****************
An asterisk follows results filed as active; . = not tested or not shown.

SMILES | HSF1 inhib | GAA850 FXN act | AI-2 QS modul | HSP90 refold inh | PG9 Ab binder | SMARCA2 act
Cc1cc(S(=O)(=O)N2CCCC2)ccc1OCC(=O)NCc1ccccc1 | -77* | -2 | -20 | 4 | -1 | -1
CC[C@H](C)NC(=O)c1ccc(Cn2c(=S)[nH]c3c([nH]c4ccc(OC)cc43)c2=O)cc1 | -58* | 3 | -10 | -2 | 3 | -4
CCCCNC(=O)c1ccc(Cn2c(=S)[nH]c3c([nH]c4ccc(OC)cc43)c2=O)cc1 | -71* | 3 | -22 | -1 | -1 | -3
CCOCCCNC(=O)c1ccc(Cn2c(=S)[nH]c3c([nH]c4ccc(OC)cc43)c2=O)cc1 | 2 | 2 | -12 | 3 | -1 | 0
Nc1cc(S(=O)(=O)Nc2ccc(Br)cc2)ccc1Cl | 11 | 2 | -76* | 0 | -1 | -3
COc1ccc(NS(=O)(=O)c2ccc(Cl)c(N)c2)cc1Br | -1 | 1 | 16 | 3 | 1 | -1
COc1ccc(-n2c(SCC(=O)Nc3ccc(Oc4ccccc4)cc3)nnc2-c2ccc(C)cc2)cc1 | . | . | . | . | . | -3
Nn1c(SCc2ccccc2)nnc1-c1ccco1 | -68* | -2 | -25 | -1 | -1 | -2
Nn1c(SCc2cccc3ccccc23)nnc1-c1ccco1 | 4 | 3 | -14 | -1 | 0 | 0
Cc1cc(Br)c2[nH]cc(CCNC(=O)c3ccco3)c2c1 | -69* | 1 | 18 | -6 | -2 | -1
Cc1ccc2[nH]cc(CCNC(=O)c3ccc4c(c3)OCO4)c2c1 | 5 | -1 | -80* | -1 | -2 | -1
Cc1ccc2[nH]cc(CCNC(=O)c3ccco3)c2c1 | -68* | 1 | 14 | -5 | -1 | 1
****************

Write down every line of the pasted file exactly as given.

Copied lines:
An asterisk follows results filed as active; . = not tested or not shown.

SMILES | HSF1 inhib | GAA850 FXN act | AI-2 QS modul | HSP90 refold inh | PG9 Ab binder | SMARCA2 act
Cc1cc(S(=O)(=O)N2CCCC2)ccc1OCC(=O)NCc1ccccc1 | -77* | -2 | -20 | 4 | -1 | -1
CC[C@H](C)NC(=O)c1ccc(Cn2c(=S)[nH]c3c([nH]c4ccc(OC)cc43)c2=O)cc1 | -58* | 3 | -10 | -2 | 3 | -4
CCCCNC(=O)c1ccc(Cn2c(=S)[nH]c3c([nH]c4ccc(OC)cc43)c2=O)cc1 | -71* | 3 | -22 | -1 | -1 | -3
CCOCCCNC(=O)c1ccc(Cn2c(=S)[nH]c3c([nH]c4ccc(OC)cc43)c2=O)cc1 | 2 | 2 | -12 | 3 | -1 | 0
Nc1cc(S(=O)(=O)Nc2ccc(Br)cc2)ccc1Cl | 11 | 2 | -76* | 0 | -1 | -3
COc1ccc(NS(=O)(=O)c2ccc(Cl)c(N)c2)cc1Br | -1 | 1 | 16 | 3 | 1 | -1
COc1ccc(-n2c(SCC(=O)Nc3ccc(Oc4ccccc4)cc3)nnc2-c2ccc(C)cc2)cc1 | . | . | . | . | . | -3
Nn1c(SCc2ccccc2)nnc1-c1ccco1 | -68* | -2 | -25 | -1 | -1 | -2
Nn1c(SCc2cccc3ccccc23)nnc1-c1ccco1 | 4 | 3 | -14 | -1 | 0 | 0
Cc1cc(Br)c2[nH]cc(CCNC(=O)c3ccco3)c2c1 | -69* | 1 | 18 | -6 | -2 | -1
Cc1ccc2[nH]cc(CCNC(=O)c3ccc4c(c3)OCO4)c2c1 | 5 | -1 | -80* | -1 | -2 | -1
Cc1ccc2[nH]cc(CCNC(=O)c3ccco3)c2c1 | -68* | 1 | 14 | -5 | -1 | 1